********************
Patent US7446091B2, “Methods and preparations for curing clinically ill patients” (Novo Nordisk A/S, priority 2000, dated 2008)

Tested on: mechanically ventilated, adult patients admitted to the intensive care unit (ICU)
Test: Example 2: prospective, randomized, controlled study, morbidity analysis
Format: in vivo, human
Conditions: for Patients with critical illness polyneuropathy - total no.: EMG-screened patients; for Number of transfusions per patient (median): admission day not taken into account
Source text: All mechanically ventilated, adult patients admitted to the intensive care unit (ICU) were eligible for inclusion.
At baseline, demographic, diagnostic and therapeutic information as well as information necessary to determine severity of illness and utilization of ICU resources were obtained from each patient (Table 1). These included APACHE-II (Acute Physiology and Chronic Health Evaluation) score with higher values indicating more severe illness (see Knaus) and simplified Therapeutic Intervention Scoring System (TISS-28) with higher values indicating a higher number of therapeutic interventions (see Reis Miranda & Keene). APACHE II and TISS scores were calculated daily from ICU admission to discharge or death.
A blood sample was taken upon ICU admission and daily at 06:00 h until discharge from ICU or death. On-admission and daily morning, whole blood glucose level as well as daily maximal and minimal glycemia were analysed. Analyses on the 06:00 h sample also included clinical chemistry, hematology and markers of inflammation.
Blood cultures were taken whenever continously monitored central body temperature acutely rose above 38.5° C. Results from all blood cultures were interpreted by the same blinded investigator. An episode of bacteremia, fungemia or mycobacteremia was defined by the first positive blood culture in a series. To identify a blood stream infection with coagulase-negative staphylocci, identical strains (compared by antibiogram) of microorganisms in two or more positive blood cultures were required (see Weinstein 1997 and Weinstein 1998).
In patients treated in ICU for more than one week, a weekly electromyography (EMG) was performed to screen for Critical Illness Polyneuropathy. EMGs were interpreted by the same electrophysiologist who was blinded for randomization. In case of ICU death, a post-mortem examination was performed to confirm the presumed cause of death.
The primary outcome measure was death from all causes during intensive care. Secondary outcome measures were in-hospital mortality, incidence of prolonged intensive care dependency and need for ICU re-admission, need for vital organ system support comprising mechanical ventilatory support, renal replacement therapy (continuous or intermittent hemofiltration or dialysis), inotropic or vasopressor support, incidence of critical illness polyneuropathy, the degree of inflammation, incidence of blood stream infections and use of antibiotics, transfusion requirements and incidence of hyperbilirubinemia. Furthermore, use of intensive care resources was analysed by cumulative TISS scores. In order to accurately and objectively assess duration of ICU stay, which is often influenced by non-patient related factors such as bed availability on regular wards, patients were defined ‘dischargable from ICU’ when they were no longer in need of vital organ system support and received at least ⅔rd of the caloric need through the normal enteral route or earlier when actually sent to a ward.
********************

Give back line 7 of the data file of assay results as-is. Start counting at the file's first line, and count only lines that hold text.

At baseline, demographic, diagnostic and therapeutic information as well as information necessary to determine severity of illness and utilization of ICU resources were obtained from each patient (Table 1). These included APACHE-II (Acute Physiology and Chronic Health Evaluation) score with higher values indicating more severe illness (see Knaus) and simplified Therapeutic Intervention Scoring System (TISS-28) with higher values indicating a higher number of therapeutic interventions (see Reis Miranda & Keene). APACHE II and TISS scores were calculated daily from ICU admission to discharge or death.